DeepSec 2019 Talk: Once upon a Time in the West – A Story on DNS Attacks – Valentina Palacín, Ruth Esmeralda Barbacil

Sanna/ September 9, 2019/ Conference

The Internet is the new frontier for some. So just like in Old West movies, we are going through a land riddled with well-known gunmen: OceanLotus, DNSpionage and OilRig, who roam at ease, while the security cowboys sleep. This presentation will uncover the toolset and techniques used by these gunmen, taking a closer look at their big guns and their behavioral patterns. We will explore the attacks involving DNS that took place during the last decade to examine the latest discovered techniques in order to improve detections to dodge the bullets they are firing in our direction.

We asked Valentina and Ruth a few more questions about their talk at the DeepSec conference. Please note that Valentine and Ruth will also speak the the DeepINTEL conference where you will get more in-depth information not suited for a public event.

Please tell us the top 5 facts about your talk.

  1. DNS was not designed having in mind that some people was going to abuse the protocol in these ways.
  2. This type of attack is carried out by intermediate, expert, advanced and strategic threat actors. There is no need of an spectacular level of expertise to be able to carry out a DNS attack.
  3. The motivations behind this type of attack are changing. We have seen a shift from financially motivated attacks with a wide range of targets, to a more targeted and  sometimes politically or military motivated attack.
  4. DNS queries are a very effective method of data exfiltration and C2 communications.
  5. You can implement different solutions to prevent this type of attack.

How did you come up with it? Was there something like an initial spark that set your mind on creating this talk?

We noticed during our daily work investigations that more and more threat actors were using DNS queries both as C2 communications and preferred exfiltration method.

Why do you think this is an important topic?

DNS queries often go unmonitored. Reviewing DNS queries manually is tedious work that can be really exhausting for any analyst. Nevertheless, nowadays we have better solutions to tackle this type of issue, but it’s still not getting enough attention.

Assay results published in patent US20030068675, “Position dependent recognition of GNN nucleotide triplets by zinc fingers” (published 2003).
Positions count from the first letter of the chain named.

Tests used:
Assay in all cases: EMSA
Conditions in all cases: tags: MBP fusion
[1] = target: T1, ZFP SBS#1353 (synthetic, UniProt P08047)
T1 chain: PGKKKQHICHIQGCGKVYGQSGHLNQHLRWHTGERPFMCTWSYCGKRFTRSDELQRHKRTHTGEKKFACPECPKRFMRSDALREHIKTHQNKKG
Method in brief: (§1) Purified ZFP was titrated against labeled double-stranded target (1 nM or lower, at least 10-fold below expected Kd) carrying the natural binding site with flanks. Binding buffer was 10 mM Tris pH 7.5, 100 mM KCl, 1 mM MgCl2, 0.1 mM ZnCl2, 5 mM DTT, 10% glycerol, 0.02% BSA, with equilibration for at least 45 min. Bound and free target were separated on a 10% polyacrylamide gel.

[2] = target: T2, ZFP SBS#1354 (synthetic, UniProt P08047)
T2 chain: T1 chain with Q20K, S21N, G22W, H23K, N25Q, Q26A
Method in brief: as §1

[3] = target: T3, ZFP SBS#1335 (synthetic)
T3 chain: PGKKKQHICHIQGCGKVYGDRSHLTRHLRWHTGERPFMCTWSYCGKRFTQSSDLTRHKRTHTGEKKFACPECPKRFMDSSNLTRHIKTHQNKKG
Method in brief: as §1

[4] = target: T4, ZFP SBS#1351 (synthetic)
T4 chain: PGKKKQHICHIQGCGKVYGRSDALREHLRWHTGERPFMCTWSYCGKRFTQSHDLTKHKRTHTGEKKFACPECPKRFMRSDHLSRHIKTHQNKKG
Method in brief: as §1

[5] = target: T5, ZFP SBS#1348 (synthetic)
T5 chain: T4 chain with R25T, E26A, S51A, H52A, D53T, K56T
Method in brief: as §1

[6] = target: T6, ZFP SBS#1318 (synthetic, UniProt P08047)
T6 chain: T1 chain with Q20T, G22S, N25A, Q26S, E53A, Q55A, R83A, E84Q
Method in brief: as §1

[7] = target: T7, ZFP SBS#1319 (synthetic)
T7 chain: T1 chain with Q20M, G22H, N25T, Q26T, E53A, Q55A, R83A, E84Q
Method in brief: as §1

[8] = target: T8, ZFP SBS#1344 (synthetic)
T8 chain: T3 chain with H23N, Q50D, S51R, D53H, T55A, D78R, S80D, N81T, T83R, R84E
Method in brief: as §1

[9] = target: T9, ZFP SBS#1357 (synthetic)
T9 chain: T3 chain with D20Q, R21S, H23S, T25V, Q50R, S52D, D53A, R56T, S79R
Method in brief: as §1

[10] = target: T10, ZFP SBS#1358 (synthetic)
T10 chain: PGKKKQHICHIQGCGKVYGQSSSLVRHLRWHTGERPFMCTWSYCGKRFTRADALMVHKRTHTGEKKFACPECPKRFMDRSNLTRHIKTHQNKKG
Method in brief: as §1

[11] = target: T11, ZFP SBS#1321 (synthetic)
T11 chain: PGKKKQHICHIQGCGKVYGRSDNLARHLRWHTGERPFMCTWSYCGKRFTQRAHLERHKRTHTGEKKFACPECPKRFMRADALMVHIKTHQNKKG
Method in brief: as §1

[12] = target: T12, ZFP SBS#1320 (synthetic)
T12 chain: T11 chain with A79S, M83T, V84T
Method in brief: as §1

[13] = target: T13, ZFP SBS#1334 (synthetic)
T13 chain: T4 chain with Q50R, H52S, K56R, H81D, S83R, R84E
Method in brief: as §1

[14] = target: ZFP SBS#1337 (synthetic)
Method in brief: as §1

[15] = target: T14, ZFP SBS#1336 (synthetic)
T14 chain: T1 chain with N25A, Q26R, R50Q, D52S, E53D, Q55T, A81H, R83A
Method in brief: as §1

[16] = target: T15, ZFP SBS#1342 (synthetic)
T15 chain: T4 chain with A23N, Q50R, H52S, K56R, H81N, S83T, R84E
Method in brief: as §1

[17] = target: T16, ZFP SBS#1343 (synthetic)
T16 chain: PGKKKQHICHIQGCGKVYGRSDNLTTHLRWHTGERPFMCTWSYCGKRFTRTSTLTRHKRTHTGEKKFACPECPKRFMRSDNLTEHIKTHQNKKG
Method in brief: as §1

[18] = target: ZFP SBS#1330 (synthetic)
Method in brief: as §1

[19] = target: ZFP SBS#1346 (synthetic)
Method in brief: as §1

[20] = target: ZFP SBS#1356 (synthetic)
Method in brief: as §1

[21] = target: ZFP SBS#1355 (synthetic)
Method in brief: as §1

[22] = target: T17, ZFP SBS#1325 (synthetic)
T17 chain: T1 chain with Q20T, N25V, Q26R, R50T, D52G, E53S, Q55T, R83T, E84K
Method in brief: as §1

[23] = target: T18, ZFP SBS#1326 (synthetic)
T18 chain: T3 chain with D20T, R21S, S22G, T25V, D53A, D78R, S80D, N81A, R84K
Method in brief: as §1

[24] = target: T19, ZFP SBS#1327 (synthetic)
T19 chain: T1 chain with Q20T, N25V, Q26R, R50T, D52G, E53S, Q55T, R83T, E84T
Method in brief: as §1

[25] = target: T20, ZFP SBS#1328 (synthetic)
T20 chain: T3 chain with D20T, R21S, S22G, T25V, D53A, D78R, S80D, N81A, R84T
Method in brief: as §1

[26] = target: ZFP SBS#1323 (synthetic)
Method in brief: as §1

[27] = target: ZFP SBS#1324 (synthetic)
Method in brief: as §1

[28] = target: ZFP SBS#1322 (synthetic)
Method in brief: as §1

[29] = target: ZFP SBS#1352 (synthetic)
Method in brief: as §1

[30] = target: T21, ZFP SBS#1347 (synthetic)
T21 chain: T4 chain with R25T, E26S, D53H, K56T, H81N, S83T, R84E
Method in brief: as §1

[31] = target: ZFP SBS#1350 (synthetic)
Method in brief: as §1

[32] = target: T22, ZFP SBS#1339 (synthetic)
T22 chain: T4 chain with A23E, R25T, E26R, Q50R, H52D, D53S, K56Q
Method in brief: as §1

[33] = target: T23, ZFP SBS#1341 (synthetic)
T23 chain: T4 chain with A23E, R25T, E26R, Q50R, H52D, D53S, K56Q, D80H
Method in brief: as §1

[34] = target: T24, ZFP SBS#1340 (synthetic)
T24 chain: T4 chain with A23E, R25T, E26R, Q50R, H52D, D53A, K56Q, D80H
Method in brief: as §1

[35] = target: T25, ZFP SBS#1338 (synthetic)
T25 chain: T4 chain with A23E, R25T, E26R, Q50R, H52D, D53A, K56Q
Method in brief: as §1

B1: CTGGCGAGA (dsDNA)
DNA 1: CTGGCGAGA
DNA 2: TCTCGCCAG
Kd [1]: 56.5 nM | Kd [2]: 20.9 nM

Is there something you want everybody to know – some good advice for our readers maybe?

Always monitor your DNS traffic.

A prediction for the future – what do you think will be the next innovations or future downfalls when it comes to your field of expertise / the topic of your talk in particular?

We believe attacks involving DNS will keep growing, and we hope that our talk and many others that are been given out there, will help to raise awareness of this problem.

Valentina is one of Deloitte’s Threat Intelligence Analysts, and she has specialized in tracking APTs worldwide, using ATT&CK Framework to analyze their tools, tactics and techniques. She is a self-taught developer with a degree in Translation and Interpretation from Universidad de Málaga (UMA), and a Cyber Security Diploma from the Universidad Tecnológica Nacional (UTN).






Ruth is an information systems engineering student from the Universidad Tecnológica Nacional (UTN). She has been working at Deloitte’s Argentina Cyber Threat Intelligence area as the Threat Library Team Leader. She has gained experience related to Tactics, Techniques and Procedures (TTPs) investigation, Advanced Persistent Threats (APTs), Campaigns, Incidents and Tools to help mitigation and defense.

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